The first national equestrian federation annual meeting that I attended was in 1980. Held at New York City’s historic Waldorf Astoria hotel, it projected a sense of entitlement in quite a different era.

The organization was called the American Horse Shows Association then, the key players were horse show managers and the aura was old money, prestige and privilege.

Cecile Dunn, 84, goes back even further, An Arabian and Friesian committee member who was on hand at the USEF convention in West Palm Beach last week, she went to her first AHSA convention in the late 1950s (she isn’t quite sure of the year) at the posh Breakers hotel in Palm Beach.

“I thought I was in fairyland,” she said, recalling how her eyes lit up when seeing the jewels and sparkling floor-length gowns worn at the social events that once were such a key part of the convention.

Those were the days when it was “100 percent” about who you knew, she recalled. For instance: After a saddlebred trainer for whom she worked wanted her to judge a horse show, he simply called a friend at the AHSA office and asked that Cecile be given a judge’s card–even though she had no training in that area.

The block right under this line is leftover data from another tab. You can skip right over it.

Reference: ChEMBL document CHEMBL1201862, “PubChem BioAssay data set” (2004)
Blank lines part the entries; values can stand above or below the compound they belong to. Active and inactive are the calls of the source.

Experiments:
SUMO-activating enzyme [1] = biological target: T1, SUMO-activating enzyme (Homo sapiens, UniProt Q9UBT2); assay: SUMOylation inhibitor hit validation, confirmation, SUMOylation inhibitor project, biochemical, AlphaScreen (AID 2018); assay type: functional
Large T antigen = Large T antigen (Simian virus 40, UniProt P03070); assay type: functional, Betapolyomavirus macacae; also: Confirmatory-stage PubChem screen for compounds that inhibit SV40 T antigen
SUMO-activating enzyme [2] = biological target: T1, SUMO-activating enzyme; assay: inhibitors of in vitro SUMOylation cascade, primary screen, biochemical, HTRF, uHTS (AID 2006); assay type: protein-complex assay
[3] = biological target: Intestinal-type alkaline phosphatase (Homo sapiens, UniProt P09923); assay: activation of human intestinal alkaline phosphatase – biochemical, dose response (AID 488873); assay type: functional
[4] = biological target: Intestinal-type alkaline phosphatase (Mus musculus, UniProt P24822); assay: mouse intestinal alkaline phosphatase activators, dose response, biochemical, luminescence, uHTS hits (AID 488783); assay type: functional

The only question asked was whether she was 21. When her age was confirmed, Cecile got her card.

Those days, happily, are long gone, and the sport is the better for it, of course. USEF, which took over in 2003 from the AHSA and its brief successor, USA Equestrian, is run like a corporation. Leadership is professional; so is staff, as the organization makes its way in a sophisticated world of equestrian sport that could never have been dreamed of by the AHSA’s long-ago leaders.

While USEF has developed and grown since its inception, Murray Kessler, a corporate CEO, was a game-changer when he came aboard as president in 2017. He turned the lights on, big time, as he continuously repeated his catch phrase about “bringing the joy of horse sport to as many people as possible” and the organization made it happen with a dramatic increase in membership.

The convention, which once was largely sleepytime as the endless rule changes droned on, now has a glossy patina. Most rule changes were discussed by affiliate organizations at their meetings last year and final action on all but a few will wait until the June mid-year meeting under a new approval process that should eliminate the mistakes that happened when rules were rushed through.